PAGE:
Following a recent decision to separate from my wife, I have been unable to find a good, comprehensive, rounded source of information or guidance on the subject anywhere on the web, although this website contained lots of pointers and gems of information to point me in the right direction. Consequently, after many hours of internet research, I have prepared a summary of everything that I have learnt. I have posted it below in case it is of any help for others in my position. Please note that I am not a lawyer and have obviously focused on my particular circumstances (e.g. spouses both earning, house paid for, teenage children etc.), so this is not going to be all things to all men (or women). I would welcome any comments or corrections with regards to anything that anyone knows to be incorrect or misleading.
– my understanding of the key issues, based on internet research of UK websites.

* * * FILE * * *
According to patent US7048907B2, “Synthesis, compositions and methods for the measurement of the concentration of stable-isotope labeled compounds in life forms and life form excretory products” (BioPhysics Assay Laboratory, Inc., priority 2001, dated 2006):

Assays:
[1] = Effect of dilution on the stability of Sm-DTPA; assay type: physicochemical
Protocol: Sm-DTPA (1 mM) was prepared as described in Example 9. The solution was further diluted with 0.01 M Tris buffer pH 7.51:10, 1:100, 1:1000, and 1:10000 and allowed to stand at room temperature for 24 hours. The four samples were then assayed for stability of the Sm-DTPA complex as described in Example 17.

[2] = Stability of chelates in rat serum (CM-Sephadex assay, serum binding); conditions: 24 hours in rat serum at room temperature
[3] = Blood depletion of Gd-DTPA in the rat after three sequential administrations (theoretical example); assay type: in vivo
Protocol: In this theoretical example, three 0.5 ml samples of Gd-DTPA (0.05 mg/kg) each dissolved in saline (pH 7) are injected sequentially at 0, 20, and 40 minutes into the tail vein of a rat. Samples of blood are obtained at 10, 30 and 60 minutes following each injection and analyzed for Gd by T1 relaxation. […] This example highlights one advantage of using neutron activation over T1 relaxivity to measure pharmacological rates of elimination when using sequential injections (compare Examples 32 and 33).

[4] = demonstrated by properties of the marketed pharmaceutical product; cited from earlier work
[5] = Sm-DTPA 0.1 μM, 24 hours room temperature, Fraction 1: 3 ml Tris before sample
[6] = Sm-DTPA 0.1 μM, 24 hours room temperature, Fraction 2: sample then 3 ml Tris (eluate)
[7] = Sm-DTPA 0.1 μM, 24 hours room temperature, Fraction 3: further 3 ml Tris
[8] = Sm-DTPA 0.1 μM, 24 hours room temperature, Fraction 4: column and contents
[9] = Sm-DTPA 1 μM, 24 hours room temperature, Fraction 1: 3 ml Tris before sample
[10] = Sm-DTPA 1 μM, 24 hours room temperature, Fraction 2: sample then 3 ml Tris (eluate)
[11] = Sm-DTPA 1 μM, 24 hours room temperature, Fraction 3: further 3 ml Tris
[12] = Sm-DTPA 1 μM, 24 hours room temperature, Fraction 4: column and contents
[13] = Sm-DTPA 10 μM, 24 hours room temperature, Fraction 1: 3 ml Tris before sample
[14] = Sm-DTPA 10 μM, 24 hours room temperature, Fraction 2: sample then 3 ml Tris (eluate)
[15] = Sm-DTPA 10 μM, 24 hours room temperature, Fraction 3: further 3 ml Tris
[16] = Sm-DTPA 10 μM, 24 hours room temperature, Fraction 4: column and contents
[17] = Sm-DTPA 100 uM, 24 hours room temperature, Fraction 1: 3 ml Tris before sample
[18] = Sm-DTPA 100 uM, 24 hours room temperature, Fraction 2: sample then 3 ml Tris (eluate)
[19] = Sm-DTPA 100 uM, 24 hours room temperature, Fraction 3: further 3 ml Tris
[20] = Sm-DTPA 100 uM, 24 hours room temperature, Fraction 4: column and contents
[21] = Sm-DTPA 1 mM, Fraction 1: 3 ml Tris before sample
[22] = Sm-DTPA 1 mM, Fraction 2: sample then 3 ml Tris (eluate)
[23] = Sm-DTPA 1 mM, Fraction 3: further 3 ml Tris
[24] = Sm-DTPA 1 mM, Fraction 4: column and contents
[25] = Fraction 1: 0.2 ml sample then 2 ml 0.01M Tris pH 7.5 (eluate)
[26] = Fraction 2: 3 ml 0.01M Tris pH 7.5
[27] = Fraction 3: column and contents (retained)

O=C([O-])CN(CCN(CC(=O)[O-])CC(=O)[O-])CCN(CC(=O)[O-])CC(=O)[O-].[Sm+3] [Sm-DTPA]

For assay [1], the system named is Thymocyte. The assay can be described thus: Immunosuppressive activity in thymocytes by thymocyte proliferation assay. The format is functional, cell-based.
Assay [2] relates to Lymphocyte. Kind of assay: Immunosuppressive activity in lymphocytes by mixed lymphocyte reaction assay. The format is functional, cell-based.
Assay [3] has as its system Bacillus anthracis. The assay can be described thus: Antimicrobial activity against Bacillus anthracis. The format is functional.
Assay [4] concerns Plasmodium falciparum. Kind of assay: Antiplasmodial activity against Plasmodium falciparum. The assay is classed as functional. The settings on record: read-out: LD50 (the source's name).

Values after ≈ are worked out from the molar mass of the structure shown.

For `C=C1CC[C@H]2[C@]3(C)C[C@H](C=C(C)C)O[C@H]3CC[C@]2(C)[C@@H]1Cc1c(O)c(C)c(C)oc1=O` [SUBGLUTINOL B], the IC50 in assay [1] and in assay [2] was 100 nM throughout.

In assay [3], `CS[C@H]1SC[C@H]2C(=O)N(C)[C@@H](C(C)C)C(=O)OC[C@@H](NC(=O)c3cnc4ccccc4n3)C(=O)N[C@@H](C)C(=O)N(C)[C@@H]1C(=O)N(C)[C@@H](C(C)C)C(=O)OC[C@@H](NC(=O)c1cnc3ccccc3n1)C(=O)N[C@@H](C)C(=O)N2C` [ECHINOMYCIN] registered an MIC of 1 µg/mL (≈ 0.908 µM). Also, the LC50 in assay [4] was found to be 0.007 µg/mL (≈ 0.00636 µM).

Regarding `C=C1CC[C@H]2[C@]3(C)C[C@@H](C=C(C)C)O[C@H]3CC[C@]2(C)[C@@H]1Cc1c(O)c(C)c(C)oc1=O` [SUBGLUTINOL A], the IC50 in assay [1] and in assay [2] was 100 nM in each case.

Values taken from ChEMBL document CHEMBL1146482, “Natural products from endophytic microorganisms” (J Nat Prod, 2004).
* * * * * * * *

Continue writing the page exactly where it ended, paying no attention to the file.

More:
Whether considered a trial or not, for a separation to count as grounds for a divorce after two years, the couple must stop sharing their lives and living arrangements such as sexual relations, cooking, laundry and social engagements etc. i.e. they must live in ‘separate households’. Note that a couple can live in separate households within the same property. A voluntary separation is not to be confused with a ‘legal’ or ‘judicial’ separation, which is a rarely used legal process that grants all the normal effects of divorce without actually ending the marriage – typically used where religious sensibilities forbid divorce. This article is not about judicial separation. Purpose:
A trial separation is undertaken to test if a couple will be happier living apart – possibly still as friends – rather than sharing life as cohabitants. It allows each partner to experience personal freedom and independence without committing to a divorce, although most separations ultimately lead to a ‘no fault’ divorce by consent. Separation is normally preferred as a means to divorce if neither partner wishes to blame the other for the breakdown of a marriage, and/or if both partners want to try to maintain amicable relations. Formalised by: